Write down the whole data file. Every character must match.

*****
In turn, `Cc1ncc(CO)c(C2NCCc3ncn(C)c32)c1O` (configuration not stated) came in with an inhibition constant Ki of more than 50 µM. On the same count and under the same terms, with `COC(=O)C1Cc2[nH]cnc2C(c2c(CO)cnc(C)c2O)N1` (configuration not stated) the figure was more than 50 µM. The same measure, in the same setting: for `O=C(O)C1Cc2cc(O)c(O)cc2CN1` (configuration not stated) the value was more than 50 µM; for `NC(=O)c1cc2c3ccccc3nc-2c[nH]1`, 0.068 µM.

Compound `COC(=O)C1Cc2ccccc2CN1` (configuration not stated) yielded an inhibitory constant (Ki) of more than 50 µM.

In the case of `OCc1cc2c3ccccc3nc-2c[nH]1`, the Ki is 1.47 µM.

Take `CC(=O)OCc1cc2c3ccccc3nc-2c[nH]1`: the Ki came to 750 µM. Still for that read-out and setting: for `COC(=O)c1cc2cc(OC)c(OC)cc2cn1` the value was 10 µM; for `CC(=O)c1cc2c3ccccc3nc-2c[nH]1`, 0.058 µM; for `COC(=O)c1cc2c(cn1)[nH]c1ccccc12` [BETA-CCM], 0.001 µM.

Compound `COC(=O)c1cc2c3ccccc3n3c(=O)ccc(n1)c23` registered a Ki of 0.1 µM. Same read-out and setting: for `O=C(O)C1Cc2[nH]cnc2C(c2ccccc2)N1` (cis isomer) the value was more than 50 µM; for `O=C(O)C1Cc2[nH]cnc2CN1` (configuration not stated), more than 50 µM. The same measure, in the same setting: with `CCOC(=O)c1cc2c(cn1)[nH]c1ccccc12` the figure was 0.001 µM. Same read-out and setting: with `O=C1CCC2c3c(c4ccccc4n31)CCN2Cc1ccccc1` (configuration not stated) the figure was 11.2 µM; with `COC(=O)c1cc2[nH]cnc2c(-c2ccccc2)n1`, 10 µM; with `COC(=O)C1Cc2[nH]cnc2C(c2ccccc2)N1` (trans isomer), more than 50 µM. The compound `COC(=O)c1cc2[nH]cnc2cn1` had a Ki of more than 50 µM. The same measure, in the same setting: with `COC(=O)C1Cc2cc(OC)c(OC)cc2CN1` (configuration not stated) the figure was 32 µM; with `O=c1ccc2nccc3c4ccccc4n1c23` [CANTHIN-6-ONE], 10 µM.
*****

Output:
In turn, `Cc1ncc(CO)c(C2NCCc3ncn(C)c32)c1O` (configuration not stated) came in with an inhibition constant Ki of more than 50 µM. On the same count and under the same terms, with `COC(=O)C1Cc2[nH]cnc2C(c2c(CO)cnc(C)c2O)N1` (configuration not stated) the figure was more than 50 µM. The same measure, in the same setting: for `O=C(O)C1Cc2cc(O)c(O)cc2CN1` (configuration not stated) the value was more than 50 µM; for `NC(=O)c1cc2c3ccccc3nc-2c[nH]1`, 0.068 µM.

Compound `COC(=O)C1Cc2ccccc2CN1` (configuration not stated) yielded an inhibitory constant (Ki) of more than 50 µM.

In the case of `OCc1cc2c3ccccc3nc-2c[nH]1`, the Ki is 1.47 µM.

Take `CC(=O)OCc1cc2c3ccccc3nc-2c[nH]1`: the Ki came to 750 µM. Still for that read-out and setting: for `COC(=O)c1cc2cc(OC)c(OC)cc2cn1` the value was 10 µM; for `CC(=O)c1cc2c3ccccc3nc-2c[nH]1`, 0.058 µM; for `COC(=O)c1cc2c(cn1)[nH]c1ccccc12` [BETA-CCM], 0.001 µM.

Compound `COC(=O)c1cc2c3ccccc3n3c(=O)ccc(n1)c23` registered a Ki of 0.1 µM. Same read-out and setting: for `O=C(O)C1Cc2[nH]cnc2C(c2ccccc2)N1` (cis isomer) the value was more than 50 µM; for `O=C(O)C1Cc2[nH]cnc2CN1` (configuration not stated), more than 50 µM. The same measure, in the same setting: with `CCOC(=O)c1cc2c(cn1)[nH]c1ccccc12` the figure was 0.001 µM. Same read-out and setting: with `O=C1CCC2c3c(c4ccccc4n31)CCN2Cc1ccccc1` (configuration not stated) the figure was 11.2 µM; with `COC(=O)c1cc2[nH]cnc2c(-c2ccccc2)n1`, 10 µM; with `COC(=O)C1Cc2[nH]cnc2C(c2ccccc2)N1` (trans isomer), more than 50 µM. The compound `COC(=O)c1cc2[nH]cnc2cn1` had a Ki of more than 50 µM. The same measure, in the same setting: with `COC(=O)C1Cc2cc(OC)c(OC)cc2CN1` (configuration not stated) the figure was 32 µM; with `O=c1ccc2nccc3c4ccccc4n1c23` [CANTHIN-6-ONE], 10 µM.